Riesling 2018 La Violetta ‘Das Sakrileg’ Great Southern, Western Australia
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The 10th vintage of this now iconic Australia Riesling and it’s a cracker!
Sebastian Crowther, Master Sommelier
Riesling (reez-ling) is the most important grape in Germany and one of the most ancient varieties too. It is likely that it originated in the Rhiengau regions, on the north bank of the Rhein river and said to have been first documented on the 3rd of March 1435 by Klaus Kleinfisch, cellarmaster at Schloss Katzenelnbogen in Rüsselsheim near Frankfurt.
The Great Southern is a huge wine region at the southern tip of Western Australia. It has five official subregions – the inland GIs of Mount Barker, Frankland River, and Porongurup; and the coastal GIs of Denmark and Albany. Albany is the site of Western Australia’s oldest permanent settlement and the spot from which Britain formally claimed Western Australia for the crown, on Christmas Day 1826.
The fruit for this wine comes from three of those Frankland and Denmark and Mount Barker. The Frankland vineyard is primarily composed of ironstone while the other two sites are on sandy loam over clay and granite.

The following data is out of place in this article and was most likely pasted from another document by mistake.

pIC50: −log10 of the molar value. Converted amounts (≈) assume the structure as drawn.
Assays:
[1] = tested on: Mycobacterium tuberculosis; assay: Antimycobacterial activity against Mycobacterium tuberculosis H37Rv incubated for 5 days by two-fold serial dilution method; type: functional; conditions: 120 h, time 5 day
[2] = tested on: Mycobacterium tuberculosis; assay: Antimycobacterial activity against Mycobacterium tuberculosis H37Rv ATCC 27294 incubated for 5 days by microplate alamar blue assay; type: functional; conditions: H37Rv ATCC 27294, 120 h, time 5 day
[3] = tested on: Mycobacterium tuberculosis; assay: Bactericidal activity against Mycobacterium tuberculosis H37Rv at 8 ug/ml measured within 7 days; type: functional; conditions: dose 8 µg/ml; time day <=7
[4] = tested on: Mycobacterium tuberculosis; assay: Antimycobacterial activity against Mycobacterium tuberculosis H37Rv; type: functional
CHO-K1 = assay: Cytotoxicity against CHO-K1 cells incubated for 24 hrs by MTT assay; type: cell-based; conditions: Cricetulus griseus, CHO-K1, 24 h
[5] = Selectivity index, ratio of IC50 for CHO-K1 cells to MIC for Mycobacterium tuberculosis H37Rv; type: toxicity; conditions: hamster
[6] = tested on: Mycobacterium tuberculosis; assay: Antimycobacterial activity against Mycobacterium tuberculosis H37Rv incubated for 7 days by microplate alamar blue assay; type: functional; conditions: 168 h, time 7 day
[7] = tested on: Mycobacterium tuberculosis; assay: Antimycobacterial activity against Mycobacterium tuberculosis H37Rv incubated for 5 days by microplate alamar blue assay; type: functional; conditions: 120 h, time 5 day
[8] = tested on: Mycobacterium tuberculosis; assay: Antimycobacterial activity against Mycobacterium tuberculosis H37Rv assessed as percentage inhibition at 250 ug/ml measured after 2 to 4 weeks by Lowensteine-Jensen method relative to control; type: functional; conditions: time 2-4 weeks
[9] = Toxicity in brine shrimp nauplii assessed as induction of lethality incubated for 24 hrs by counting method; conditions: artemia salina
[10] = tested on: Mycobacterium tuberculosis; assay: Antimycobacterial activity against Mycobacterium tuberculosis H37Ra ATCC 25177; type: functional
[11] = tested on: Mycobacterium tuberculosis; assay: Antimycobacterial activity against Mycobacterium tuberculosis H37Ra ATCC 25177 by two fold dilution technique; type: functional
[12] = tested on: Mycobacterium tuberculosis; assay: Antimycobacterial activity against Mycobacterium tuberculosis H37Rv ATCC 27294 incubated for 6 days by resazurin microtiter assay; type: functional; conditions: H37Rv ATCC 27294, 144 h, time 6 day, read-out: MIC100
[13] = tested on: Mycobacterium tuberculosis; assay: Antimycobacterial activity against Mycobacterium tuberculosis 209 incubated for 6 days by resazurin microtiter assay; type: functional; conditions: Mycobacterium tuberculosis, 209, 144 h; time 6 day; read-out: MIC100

Andrew Hoadley is one of the most creative, passionate, interesting and humorous men working in the Western Australia wine scene. ‘Hoads’ as he’s known to his friends started producing wines under the La Violetta label in 2008 while he was still working for another, larger, winery in the Great Southern. Before being lured west by the quality of Great Southern grapes, winemaker Andrew Hoadley worked all over Australia’s cool and hot zones and in Piedmont, Abruzzo and Washington State. He now lives on Mt Shadforth, just out of Denmark town, and makes the wines in a small facility in the countryside.
The name ‘La Violetta’ derives from an old Piedmontese song celebrating intoxication.
This is the eleventh vintage of this wine and in its short history has become a little iconic amongst Sommeliers. Called ‘Das Sakrelig’ because it breaks all the rules of traditional Riesling winemaking in Australia. Extended lees contact, fermented in large old oak with wild yeast, some malolactic fermentation and unfined or filtered. The nose leads with lime juice, white peach and grapefruit. Lots of savoury complexity built in too. The palate is electric and alive. A vibrant tang of acid helps the palate burst with flavour. As this wine has more texture an complexity than its counterparts, this enables you to up the ante with regards to food. Try putting this alongside a Pea and goat’s cheese risotto. With regards to service, certainly not a wine to be drunk to cold, 10ºC – 12ºC would be ideal.